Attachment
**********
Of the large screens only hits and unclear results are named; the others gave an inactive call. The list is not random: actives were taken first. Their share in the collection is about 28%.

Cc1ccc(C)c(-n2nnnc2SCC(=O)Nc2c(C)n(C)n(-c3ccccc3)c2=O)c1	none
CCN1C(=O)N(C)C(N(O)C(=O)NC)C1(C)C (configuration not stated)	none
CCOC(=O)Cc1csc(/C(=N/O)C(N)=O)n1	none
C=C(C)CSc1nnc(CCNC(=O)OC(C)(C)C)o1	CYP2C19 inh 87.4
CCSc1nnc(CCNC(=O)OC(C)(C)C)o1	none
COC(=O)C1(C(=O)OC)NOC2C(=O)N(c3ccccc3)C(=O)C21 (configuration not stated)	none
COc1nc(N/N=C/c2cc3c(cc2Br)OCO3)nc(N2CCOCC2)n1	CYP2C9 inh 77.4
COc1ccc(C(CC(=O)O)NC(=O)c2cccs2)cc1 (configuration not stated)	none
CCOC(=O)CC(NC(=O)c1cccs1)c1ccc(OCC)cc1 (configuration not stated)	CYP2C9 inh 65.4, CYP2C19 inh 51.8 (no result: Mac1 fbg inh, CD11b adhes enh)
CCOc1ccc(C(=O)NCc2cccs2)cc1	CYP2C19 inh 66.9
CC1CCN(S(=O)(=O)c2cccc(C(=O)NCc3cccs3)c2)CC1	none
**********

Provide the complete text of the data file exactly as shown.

Of the large screens only hits and unclear results are named; the others gave an inactive call. The list is not random: actives were taken first. Their share in the collection is about 28%.

Cc1ccc(C)c(-n2nnnc2SCC(=O)Nc2c(C)n(C)n(-c3ccccc3)c2=O)c1	none
CCN1C(=O)N(C)C(N(O)C(=O)NC)C1(C)C (configuration not stated)	none
CCOC(=O)Cc1csc(/C(=N/O)C(N)=O)n1	none
C=C(C)CSc1nnc(CCNC(=O)OC(C)(C)C)o1	CYP2C19 inh 87.4
CCSc1nnc(CCNC(=O)OC(C)(C)C)o1	none
COC(=O)C1(C(=O)OC)NOC2C(=O)N(c3ccccc3)C(=O)C21 (configuration not stated)	none
COc1nc(N/N=C/c2cc3c(cc2Br)OCO3)nc(N2CCOCC2)n1	CYP2C9 inh 77.4
COc1ccc(C(CC(=O)O)NC(=O)c2cccs2)cc1 (configuration not stated)	none
CCOC(=O)CC(NC(=O)c1cccs1)c1ccc(OCC)cc1 (configuration not stated)	CYP2C9 inh 65.4, CYP2C19 inh 51.8 (no result: Mac1 fbg inh, CD11b adhes enh)
CCOc1ccc(C(=O)NCc2cccs2)cc1	CYP2C19 inh 66.9
CC1CCN(S(=O)(=O)c2cccc(C(=O)NCc3cccs3)c2)CC1	none